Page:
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208 U.S. 144
EX PARTE: IN THE MATTER OF EPHRAIM SIMON.
Argued January 6, 7, 1908.
Decided January 20, 1908.
Messrs. Louis Marshall and Henry L. Lazarus for petitioner.[ Simon, Ex parte 208 U.S. 144 (1908) ]
[208 U.S. 144, 146] Mr. Harry H. Hall for respondent.
Mr. Justice Holmes delivered the opinion of the court:
The petitioner is in custody for contempt, he having violated a preliminary injunction issued by the circuit court of the United States. He brings this petition on the ground that the circuit court had no jurisdiction, and that therefore its decree might be disobeyed.
The jurisdiction of the circuit court over the cause depends on the allegations of the bill upon which the injunction was granted. That bill was brought by the Southern Railway Company against the petitioner. It alleges that Simon brought [208 U.S. 144, 147] a suit against the railway in Louisiana surreptitiously and without its knowledge, and that, on the suggestion that the railway was a foreign corporation, doing business in the state without having named an agent to receive service, he served the citation upon the assistant secretary of state, whereas the railway was not a corporation doing business in the state, and the service was void. The suit proceeded to judgment for a fraudulently exaggerated sum, while the railway had no knowledge of the proceedings until after the judgment was rendered. As soon as it heard of it, it began this suit; in effect, to prevent the enforcement of the judgment, because unconscionable and fraudulently obtained, upon a cause of action to which it has a good defense if allowed to present the same.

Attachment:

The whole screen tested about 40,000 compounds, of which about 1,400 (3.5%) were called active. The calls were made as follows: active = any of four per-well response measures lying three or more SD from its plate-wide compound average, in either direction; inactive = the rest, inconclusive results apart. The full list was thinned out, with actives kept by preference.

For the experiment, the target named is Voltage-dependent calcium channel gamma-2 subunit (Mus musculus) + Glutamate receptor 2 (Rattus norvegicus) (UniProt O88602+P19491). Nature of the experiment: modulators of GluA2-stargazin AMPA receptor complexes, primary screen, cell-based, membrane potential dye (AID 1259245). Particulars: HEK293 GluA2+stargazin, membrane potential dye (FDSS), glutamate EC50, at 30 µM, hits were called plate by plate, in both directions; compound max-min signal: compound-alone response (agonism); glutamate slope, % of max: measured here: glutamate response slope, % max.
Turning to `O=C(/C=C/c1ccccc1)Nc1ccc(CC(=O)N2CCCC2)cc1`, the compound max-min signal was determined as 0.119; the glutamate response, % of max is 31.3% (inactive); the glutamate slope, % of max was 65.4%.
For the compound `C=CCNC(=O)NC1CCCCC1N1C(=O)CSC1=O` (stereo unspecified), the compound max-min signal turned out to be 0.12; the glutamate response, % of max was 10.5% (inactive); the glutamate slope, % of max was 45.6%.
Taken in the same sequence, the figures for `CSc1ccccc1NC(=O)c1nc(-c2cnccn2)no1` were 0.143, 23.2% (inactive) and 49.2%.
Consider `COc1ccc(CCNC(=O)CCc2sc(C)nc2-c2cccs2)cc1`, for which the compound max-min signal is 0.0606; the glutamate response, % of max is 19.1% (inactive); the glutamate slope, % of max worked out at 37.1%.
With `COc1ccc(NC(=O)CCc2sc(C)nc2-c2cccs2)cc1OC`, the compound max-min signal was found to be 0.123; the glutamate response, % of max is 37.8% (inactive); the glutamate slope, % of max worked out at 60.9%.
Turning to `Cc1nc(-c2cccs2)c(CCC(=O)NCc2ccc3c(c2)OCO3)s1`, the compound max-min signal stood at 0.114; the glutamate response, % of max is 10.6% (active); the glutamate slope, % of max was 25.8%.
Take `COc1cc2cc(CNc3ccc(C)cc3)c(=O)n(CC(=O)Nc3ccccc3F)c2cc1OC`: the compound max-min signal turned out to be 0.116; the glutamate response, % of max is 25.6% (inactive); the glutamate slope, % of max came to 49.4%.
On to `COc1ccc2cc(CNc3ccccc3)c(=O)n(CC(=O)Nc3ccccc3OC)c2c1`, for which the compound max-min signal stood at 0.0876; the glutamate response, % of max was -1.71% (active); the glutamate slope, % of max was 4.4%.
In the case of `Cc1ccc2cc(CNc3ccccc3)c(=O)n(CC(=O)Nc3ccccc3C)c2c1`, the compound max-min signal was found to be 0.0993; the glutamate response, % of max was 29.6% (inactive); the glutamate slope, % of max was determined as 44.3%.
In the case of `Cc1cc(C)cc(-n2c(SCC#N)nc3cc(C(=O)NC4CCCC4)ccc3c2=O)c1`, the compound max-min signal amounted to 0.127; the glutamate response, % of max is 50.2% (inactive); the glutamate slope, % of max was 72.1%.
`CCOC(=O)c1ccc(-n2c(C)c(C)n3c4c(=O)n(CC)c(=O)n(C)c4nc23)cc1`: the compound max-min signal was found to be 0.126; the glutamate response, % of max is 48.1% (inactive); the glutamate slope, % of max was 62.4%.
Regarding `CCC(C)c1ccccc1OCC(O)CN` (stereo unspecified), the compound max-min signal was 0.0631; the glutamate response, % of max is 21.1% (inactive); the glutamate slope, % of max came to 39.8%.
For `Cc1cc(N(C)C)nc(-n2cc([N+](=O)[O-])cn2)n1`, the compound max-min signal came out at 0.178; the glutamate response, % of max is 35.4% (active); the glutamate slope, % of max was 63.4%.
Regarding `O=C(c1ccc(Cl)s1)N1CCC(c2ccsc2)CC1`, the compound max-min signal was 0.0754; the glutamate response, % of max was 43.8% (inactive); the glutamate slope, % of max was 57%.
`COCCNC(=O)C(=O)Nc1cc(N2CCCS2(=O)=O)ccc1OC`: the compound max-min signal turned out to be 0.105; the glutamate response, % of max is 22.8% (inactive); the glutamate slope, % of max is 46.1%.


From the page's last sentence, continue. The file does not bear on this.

The bill further alleges that Simon will attempt to collect the fraudulent judgment by fieri facias, and prays, as specific relief, an injunction against his further proceeding under the same, but the general scope and purpose of the bill is what we have stated. A preliminary injunction was issued, after a hearing on affidavits, on June 30, 1905, and Simon appears to have obeyed the order for over two years. A demurrer to the bill was overruled in December, 1906, and a plea to the jurisdiction, filed in February, 1907, was overruled in the following May. Simon answered in August and issue was joined in the same month. The contempt seems to have occurred in November. It consisted in obtaining a writ of fieri facias and directing a levy and the service of garnishment process to collect the judgment. It was admitted at the argument that this method was adopted in order to obtain a summary disposition of the cause by this court instead of awaiting the result of a trial in the regular way. The punishment was a small fine, and the imprisonment was ordered only until the fine was paid.